Freedom to Marry quotes Mehlman talking about his decision to donate:

“Supporting the right of adults to marry the person that they love is consistent with Republican and conservative principles. A party that ignores reality and demographic change is a party that loses a lot of elections and becomes less relevant.”

Freedom to Marry’s Win More States Fund targets Maine, Minnesota, New Hampshire, New Jersey, and Washington State

There were a lot of predictions that opposing gay marriage would just cease to be a respected opinion in the US, and it seems that that’s what’s happening now. Mehlmen’s statement is practical – he does say that the position “is consistent with Republican and conservative principles,” but this issue would not be being addressed if not for the huge social movement over the past few decades. That IS sort of how democracy is supposed to work – but I think that we will always hear more people saying things like “Those people have to change in order to survive politically” than things like “They can take the job and shove it … I’m trying to do the right thing.”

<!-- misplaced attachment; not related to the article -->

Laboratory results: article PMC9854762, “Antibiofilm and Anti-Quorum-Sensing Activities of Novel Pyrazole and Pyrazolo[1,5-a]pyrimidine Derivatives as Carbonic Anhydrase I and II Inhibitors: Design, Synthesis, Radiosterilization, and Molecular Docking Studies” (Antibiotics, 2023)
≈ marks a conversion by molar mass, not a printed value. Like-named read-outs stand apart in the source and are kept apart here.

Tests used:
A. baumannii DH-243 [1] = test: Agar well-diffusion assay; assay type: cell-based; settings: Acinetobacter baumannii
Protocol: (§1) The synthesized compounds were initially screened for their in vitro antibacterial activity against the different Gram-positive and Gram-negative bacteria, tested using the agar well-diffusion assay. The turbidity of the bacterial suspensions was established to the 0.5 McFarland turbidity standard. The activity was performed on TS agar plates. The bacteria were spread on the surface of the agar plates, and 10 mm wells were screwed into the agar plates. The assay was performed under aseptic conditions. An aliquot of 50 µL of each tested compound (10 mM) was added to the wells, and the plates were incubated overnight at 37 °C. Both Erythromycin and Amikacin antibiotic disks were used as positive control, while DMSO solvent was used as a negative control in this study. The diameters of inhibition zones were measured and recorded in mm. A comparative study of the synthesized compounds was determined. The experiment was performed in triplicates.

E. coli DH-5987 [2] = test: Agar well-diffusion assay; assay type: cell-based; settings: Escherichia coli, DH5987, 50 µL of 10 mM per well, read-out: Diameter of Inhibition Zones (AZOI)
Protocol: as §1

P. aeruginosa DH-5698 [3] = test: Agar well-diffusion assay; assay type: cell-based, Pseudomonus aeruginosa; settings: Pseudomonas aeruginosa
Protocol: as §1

But that’s how things work, I guess. People have a tendency to distrust things that are different and strange, and so social change with respect to accepting and adapting to differences usually has more to do with social pressure (and shame) than with lots of miraculously-timed personal insights. The fact that our opinions and actions are inseparably intertwined with the popular sentiment is not news. And while political moves responding to trendy or controversial social issues might be occasionally disingenuous, there’s no arguing that they can instigate actual change.

Social Service and the 2012 Election